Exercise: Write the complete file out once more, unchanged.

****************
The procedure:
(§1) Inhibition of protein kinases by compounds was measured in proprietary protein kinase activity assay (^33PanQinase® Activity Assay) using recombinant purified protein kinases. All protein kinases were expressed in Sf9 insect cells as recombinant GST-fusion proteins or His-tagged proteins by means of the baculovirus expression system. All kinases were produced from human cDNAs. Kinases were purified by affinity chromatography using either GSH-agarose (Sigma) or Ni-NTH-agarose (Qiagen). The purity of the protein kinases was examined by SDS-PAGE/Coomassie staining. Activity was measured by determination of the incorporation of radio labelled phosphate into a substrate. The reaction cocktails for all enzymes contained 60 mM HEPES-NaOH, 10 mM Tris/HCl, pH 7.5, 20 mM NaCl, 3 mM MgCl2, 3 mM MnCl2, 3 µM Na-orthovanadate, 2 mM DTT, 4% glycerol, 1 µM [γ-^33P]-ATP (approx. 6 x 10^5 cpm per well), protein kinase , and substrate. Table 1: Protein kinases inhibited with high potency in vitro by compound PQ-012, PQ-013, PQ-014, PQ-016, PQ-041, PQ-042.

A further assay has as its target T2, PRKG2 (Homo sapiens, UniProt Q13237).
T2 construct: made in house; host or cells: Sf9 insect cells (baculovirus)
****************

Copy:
The procedure:
(§1) Inhibition of protein kinases by compounds was measured in proprietary protein kinase activity assay (^33PanQinase® Activity Assay) using recombinant purified protein kinases. All protein kinases were expressed in Sf9 insect cells as recombinant GST-fusion proteins or His-tagged proteins by means of the baculovirus expression system. All kinases were produced from human cDNAs. Kinases were purified by affinity chromatography using either GSH-agarose (Sigma) or Ni-NTH-agarose (Qiagen). The purity of the protein kinases was examined by SDS-PAGE/Coomassie staining. Activity was measured by determination of the incorporation of radio labelled phosphate into a substrate. The reaction cocktails for all enzymes contained 60 mM HEPES-NaOH, 10 mM Tris/HCl, pH 7.5, 20 mM NaCl, 3 mM MgCl2, 3 mM MnCl2, 3 µM Na-orthovanadate, 2 mM DTT, 4% glycerol, 1 µM [γ-^33P]-ATP (approx. 6 x 10^5 cpm per well), protein kinase , and substrate. Table 1: Protein kinases inhibited with high potency in vitro by compound PQ-012, PQ-013, PQ-014, PQ-016, PQ-041, PQ-042.

A further assay has as its target T2, PRKG2 (Homo sapiens, UniProt Q13237).
T2 construct: made in house; host or cells: Sf9 insect cells (baculovirus)